A Westwind Community School
New Year's Celebrations in Galapagos
For those fortunate enough to spend the end of the year (Fin de Año) in Galapagos, it's a rare treat, and a lot safer than trying to spend in on the mainland. New Year's Eve finds the people of town all dressed in their Sunday best, strolling the boardwalk with their families, and looking at the monegotes - dolls dressed up as locals, political figures, or, this year, cartoon characters such as Captain America or Dispicable Me. Late in the evening they return home to often huge family dinners of pork or turkey with family and friends. As midnight approaches, everyone (locals and tourists alike) head for the Central Park, viewing the monegotes along the way. The Mayor is at the microphone in the park, giving the count-down to midnight, and then the fireworks begin- quite a display for a small town! Then there is music, dancing, and a lot of libations which continues until nearly 8 AM on New Year's Day. The monegotes are burned in the streets - sometimes with the symbolism of putting the bad of the past year behind, and many young or nearly-so temp fate by leaping through the flames to the cheers of onlookers. Some fill their monegotes with firecrackers, and so the tradition continues. Foreigners are welcome by all to join in the festivities, and stay as long as you want (for some of us, that means an hour or so- others all night). Everyone, except some of the dogs and sea lions, enjoys the time in Galapagos. On New Year's Day don't look for a taxi or even a restaurant that is open for breakfast, the town is quiet and tranquil. But as the day moves on, many stores begin to open in the afternoon, and by nightfall everything seems back to normal. For a few fortunate ones, like me, a late lunch is enjoyed a few miles up the coast on an incredible white coral beach.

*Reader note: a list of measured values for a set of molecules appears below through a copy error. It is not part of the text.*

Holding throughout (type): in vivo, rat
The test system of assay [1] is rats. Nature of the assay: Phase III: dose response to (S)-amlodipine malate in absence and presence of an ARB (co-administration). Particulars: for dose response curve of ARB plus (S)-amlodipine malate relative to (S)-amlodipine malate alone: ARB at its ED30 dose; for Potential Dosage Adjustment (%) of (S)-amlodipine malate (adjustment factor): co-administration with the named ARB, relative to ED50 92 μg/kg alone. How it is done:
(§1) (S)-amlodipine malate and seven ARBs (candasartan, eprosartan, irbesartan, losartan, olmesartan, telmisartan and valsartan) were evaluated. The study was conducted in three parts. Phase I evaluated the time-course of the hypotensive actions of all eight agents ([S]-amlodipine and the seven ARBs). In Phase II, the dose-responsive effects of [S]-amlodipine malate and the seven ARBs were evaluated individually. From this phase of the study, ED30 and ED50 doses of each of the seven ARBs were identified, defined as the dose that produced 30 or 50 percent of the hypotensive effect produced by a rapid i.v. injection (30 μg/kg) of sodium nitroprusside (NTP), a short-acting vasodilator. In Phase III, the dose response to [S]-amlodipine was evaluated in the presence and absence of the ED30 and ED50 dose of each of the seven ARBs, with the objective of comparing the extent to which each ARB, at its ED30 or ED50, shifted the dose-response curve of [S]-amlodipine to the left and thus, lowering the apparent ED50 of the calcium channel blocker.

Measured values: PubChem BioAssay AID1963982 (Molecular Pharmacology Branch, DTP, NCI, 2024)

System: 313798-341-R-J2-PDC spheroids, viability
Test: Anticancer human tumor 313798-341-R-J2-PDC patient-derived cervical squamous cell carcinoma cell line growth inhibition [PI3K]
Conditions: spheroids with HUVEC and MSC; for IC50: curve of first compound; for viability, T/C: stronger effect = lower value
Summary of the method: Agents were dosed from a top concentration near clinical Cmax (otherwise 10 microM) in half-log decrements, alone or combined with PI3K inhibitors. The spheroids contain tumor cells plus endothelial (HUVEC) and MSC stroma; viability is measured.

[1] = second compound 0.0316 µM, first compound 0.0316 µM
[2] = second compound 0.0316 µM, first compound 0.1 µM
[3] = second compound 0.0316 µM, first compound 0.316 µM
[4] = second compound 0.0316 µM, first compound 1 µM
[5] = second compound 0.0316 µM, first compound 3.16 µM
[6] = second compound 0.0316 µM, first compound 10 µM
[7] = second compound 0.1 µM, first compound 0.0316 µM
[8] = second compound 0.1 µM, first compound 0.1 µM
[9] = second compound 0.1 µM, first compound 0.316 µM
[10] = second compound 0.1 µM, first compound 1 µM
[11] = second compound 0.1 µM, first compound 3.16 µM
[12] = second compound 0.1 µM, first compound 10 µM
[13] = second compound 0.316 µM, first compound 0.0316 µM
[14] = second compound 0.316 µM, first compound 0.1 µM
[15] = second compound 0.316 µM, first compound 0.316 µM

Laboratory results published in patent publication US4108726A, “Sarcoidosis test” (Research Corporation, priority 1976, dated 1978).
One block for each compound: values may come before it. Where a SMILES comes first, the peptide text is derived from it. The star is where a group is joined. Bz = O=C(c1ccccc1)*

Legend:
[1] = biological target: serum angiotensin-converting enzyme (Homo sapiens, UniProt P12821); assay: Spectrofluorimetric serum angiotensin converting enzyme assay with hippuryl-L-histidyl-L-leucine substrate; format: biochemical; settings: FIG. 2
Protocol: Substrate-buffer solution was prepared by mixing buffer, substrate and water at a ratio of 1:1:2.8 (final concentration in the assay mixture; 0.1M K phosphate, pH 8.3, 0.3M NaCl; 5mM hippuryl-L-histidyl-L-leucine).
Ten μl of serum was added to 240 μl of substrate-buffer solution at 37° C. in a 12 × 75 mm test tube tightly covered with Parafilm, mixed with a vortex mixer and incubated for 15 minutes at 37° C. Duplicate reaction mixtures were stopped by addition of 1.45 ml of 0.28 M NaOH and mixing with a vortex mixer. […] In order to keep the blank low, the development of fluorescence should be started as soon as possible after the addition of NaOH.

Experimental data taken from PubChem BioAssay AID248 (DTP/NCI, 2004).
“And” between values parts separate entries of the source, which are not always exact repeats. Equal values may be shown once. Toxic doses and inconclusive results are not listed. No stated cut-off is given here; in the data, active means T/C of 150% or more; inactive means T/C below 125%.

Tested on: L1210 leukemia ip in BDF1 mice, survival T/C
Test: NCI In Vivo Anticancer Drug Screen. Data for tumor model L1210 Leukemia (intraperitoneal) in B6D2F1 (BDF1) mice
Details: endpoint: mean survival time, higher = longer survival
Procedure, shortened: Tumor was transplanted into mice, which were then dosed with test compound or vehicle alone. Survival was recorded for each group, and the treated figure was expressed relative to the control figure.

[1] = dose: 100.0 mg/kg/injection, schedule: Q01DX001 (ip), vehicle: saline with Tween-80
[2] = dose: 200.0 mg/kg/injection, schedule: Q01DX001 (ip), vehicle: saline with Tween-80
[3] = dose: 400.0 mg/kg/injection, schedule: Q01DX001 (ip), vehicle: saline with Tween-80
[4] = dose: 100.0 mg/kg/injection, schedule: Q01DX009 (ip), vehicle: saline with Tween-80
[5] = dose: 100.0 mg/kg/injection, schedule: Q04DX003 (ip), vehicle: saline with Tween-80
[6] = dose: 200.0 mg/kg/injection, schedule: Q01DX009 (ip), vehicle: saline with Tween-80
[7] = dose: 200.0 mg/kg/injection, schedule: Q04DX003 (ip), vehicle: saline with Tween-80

- Director Tom, 1-2-2014